Thursday, January 06, 2005

Who Wudda Thunk?...

Me and a Republican wingnut agree on some things (Link to Story). Rep. Mike Pence of Indiana, who I staunchly oppose on most things, and I see eye to eye on some others. He is challenging Bush on:

Change the prescription drug benefit passed recently by Congress from a "one-size-fits-all entitlement" to a benefit for those who need federal help to buy prescription drugs.

I agree that it needs improvement. One way is a means testing measure as called for by the Congressman. The other is to take out the law that forbids Medicare from negotiating prices with the drug companies. *side note - I would just like to remind everyone it was the esteemed Congressman from Louisiana who added this provision, retired from Congress and is now being paid $2 million a year to lobby for the pharmaceutical companies.

"Reverse the expanding federal role in primary and secondary education, which conservatives believe is a state and local function."

"No Child Left Behind" bill was under funded and has been more of a burden than a benefit. I do believe that education is a local issue and should be left local... as long as they are educating... too many states don't do diddly squat to educate their kids. Only where the state or local government is failing should the federal government step in. Most other places do just a fine job.

"Begin to steer back to the goal of a balanced budget."

Amen brother

"Restore the First Amendment protection of freedom of speech by pursuing changes in new campaign finance laws."

I am not sure what he exactly means by this, but we both agree it needs reform. He would probably not like my ideas. But this is what I would like to see.

1) a cap on money you can give to 527s.
2) a cap on the amount of money you can give to a candidate during the primary system. Just because I make a lot more money than someone who works a minimum wage job should not mean I get to buy more access to my representatives. Making more money does not make me more of an American, nor should it mean I get to buy a seat next to my Senator at a fundraising dinner.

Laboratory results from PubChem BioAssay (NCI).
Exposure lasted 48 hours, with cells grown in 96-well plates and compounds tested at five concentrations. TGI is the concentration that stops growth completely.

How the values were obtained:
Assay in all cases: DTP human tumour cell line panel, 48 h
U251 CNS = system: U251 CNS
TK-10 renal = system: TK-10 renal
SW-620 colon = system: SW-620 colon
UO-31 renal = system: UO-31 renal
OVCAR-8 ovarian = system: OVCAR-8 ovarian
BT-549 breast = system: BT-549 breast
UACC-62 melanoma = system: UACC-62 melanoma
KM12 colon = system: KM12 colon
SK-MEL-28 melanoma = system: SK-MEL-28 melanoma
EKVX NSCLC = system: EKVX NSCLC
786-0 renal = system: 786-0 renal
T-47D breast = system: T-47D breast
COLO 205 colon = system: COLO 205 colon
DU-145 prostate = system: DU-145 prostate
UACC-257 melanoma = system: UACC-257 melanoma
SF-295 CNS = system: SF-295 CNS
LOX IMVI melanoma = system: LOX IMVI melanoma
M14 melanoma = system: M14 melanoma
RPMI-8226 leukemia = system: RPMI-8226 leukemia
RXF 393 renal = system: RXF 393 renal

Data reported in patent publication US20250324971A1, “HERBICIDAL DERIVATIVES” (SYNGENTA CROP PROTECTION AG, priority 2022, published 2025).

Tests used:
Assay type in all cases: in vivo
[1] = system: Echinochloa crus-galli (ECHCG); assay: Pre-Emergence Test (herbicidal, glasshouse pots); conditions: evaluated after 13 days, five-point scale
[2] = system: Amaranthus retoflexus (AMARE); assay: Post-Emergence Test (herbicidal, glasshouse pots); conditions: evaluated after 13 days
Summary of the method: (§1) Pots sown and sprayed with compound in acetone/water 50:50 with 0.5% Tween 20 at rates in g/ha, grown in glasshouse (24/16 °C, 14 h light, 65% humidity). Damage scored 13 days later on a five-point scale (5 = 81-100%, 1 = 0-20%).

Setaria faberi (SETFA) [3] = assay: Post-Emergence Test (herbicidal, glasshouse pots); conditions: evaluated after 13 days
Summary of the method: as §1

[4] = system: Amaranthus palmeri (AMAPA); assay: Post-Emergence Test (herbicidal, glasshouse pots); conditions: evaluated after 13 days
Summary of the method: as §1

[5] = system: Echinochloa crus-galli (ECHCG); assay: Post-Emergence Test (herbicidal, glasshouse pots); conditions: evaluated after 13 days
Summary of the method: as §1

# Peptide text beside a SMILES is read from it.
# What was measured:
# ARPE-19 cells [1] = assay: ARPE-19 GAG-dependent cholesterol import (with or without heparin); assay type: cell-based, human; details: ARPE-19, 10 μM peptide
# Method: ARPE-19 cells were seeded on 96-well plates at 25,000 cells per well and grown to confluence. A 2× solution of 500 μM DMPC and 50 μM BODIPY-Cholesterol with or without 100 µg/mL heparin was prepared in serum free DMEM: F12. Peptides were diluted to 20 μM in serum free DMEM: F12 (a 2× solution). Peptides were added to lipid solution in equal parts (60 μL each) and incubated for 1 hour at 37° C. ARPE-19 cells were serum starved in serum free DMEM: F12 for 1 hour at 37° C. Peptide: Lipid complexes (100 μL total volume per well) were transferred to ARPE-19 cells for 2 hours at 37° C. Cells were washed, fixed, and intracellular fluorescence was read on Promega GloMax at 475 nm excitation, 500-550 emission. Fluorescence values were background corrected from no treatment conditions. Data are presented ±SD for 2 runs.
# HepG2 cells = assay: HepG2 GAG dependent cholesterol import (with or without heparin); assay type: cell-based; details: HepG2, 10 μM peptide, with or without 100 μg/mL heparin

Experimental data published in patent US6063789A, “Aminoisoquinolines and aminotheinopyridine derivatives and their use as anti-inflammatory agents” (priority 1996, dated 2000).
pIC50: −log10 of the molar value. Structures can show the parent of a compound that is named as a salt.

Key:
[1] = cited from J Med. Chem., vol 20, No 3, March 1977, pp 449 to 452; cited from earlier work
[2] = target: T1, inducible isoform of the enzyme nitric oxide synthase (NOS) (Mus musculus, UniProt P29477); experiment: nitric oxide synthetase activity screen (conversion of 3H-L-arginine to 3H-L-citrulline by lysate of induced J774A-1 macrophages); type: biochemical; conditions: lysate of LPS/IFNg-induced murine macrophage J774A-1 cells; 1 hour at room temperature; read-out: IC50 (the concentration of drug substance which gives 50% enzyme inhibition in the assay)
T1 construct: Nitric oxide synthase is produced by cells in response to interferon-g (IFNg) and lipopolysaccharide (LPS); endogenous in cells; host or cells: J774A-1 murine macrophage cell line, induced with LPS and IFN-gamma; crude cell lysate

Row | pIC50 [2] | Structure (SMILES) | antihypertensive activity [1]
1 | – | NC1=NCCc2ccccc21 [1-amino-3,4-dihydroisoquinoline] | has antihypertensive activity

3) a total cap on the amount of money they can spend on a campaign during the general elections - no opt out rules. I don't give a hoot how much money you have. If your message is better than the other guy's, you will win. No more buying the elections.
4) NO DONATIONS BY CORPORATIONS - PERIOD. They don't get a vote and they don't get a voice. If the CEO is a Democrat, he can give his own money to the Democrats. If the CEO is a Republican he can give his own money to the Republicans. There is no reason that my sock shares should buy a corporations access. If the congressman is smart, he knows that attracting business to his district is good for the constituents. If he wants to help out a corporation, it should be because it will benefit his constituents, not his re-election war chess. This is a nation by the people and for the people. Not by the people and for the corporations.

3 comments:

Smoke Eater said...

OK, now I'm getting a little (uh) scared? I'm starting to agree with more and more said here, so either you're becoming more of a "republicanized democrat" or I'm more of a "democratized republican". Maybe you and I should run for the White House, but I'm not old enough yet, so maybe in 2016?

Dingo said...

Just means we are both sane... thats all.

Boomr said...

Another suggestion: Remove money from politics entirely by making all campaigns government-funded.

You can weed out the fringe candidates by requiring a certain number of names on a petition in a certain number of states. Once the candidate meets the required numbers in the required states, he's given X amount for the primary, and Y amount for the general election. Any unused money reverts to the government's general pool of funds, and may not be used by the candidate later in another election. Individuals might be able to contribute monetarily to a specific campaign, but only after the candidate has met the requirement above (of course, this does not limit the amount of time or effort a volunteer may contribute in actual work on behalf of the candidate in petition- or get-out-the-vote drives).

Corporations should be banned from political contributions of any kind during an election. They've got enough of a presence in lobbying the legislature that they don't need to become involved in the election cycle when, like Dingo said, they can't vote.

The government owns the airwaves, and only licenses them to the broadcasting companies, so part of the campaign finance laws should be that election ads are free (or are provided to the government at a substantially reduced rate, to be set by legislation). Each candidate is given the exact same number of commercials at roughly the same time of day or night. All of the issue-ads or 527s should not be allowed to mention a candidate's name, show a candidate's picture, or imply that one candidate is better than another. All such ads should be held to a strict standard of truthfulness or be subject to penalties.

Taking the money out of politics -- or out of the politicians' hands during the election cycle -- is the only way to make the campaigns start on even ground. Let the issues and the candidates themeselves decide the race, not the money each one has.